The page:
Using My Fantasy Team As An Excuse To Make Customs, Part 2

Fantasy-wise, Greg Holland was the biggest surprise for me in 2013. I drafted him before the season, but admittedly didn’t know much about him other than he’d been named the the Royals closer during the 2012 season.
2013 TSR #756 - Greg Holland

He ended up with 47 saves, a 1.21 ERA, a 0.866 WHIP and 13.8 K’s per 9 innings – all very impressive numbers.

When doing a Image Google to find a photo of Greg Holland, I somehow ended up with the same image as was used on this Simon & Gintfunkel card:
2013 Gintfunkel Gloria Estefan

When I clicked on the link provided, I ended up on a page full of HTML and no reference to who this singer in the photo was, nor what she had to do with Greg Holland. I did ultimately find out that it’s Gloria Estefan; why she came up in a search on Greg Holland remains a mystery to me.

When it comes to fantasy baseball, I pride myself on my ability to pick up impact rookies during the season. Last year it was Mike Trout; this year, I picked up a couple of kids you may have heard of…
2013 TSR #669 - Yasiel Puig

I won’t deny that Puig’s had a an impressive season and may well have turned the Dodgers’ season around, but when it comes to the NL Rookie Of The Year award, my money’s on this guy:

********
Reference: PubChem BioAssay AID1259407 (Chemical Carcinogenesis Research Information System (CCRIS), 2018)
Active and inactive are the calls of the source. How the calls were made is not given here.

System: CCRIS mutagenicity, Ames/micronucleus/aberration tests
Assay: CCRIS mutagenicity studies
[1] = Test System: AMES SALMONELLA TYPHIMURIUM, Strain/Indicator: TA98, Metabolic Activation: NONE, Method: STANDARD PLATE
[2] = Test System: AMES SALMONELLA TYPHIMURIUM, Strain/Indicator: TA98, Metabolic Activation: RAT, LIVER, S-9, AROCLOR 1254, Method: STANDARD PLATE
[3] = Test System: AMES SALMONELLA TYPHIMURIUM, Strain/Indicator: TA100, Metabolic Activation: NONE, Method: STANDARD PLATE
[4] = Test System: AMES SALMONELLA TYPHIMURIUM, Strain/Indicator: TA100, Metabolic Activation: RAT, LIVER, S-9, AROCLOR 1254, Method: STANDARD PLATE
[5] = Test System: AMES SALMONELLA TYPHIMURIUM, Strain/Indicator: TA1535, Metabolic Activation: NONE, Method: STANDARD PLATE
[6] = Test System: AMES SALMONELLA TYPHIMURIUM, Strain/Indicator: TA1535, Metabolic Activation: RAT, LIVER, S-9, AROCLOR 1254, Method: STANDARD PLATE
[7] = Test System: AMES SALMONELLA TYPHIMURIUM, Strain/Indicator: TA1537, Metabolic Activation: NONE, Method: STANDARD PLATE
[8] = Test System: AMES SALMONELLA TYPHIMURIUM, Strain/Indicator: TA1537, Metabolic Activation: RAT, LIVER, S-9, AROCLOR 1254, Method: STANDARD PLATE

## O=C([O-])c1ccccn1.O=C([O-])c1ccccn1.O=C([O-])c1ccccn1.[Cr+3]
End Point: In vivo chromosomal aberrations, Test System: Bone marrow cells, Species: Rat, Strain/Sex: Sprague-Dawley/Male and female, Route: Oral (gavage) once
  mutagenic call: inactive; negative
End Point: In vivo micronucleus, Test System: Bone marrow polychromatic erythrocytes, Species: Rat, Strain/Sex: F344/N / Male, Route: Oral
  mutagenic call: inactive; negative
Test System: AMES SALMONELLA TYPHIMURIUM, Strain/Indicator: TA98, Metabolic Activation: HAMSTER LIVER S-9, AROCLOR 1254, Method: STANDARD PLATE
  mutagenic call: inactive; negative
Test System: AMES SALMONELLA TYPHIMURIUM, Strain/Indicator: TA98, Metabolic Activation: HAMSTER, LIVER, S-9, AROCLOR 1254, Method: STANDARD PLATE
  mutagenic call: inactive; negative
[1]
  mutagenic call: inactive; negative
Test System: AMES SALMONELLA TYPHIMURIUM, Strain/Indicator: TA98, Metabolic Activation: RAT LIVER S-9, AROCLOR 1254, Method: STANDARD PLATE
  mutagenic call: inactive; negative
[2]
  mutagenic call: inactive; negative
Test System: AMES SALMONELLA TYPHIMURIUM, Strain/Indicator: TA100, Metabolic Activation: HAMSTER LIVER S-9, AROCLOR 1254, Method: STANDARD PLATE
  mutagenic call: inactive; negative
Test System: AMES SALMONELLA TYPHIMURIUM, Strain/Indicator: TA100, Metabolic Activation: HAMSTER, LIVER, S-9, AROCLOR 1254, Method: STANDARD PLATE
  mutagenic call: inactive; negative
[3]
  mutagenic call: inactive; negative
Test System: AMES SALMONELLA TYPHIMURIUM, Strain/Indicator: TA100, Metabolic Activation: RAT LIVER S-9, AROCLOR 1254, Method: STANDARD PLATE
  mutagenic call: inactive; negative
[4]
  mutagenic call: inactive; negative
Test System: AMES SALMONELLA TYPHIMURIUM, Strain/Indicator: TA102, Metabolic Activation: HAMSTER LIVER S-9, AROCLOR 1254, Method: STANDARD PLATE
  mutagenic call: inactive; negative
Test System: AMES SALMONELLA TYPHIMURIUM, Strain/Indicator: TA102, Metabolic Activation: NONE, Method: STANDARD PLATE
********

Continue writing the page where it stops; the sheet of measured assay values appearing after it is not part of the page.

2013 TSR #702 - Jose Fernandez

Before recapping some of Fernandez’ achievements, I will remind you that all of this was with a very bad team that lost 100 games…

He had a 12-6 record, which means he got nearly 20% of the Marlins’ wins but only 6% of the losses. He also had a 2.19 ERA (2nd in MLB), 0.979 WHIP (4th in MLB), .182 Batting Average Allowed (1st in MLB) and 187 K’s in 172.1 innings.

Most other years, Puig is a shoo-in… but I have to think that Jose Fernandez takes home the hardware.

Joe Bought A Repack, And The Most Interesting Card He Got Was “Blank”…

The subject line should be read in the voice of the late Gene Rayburn, host of “Match Game”, the greatest game show the 1970’s had to offer.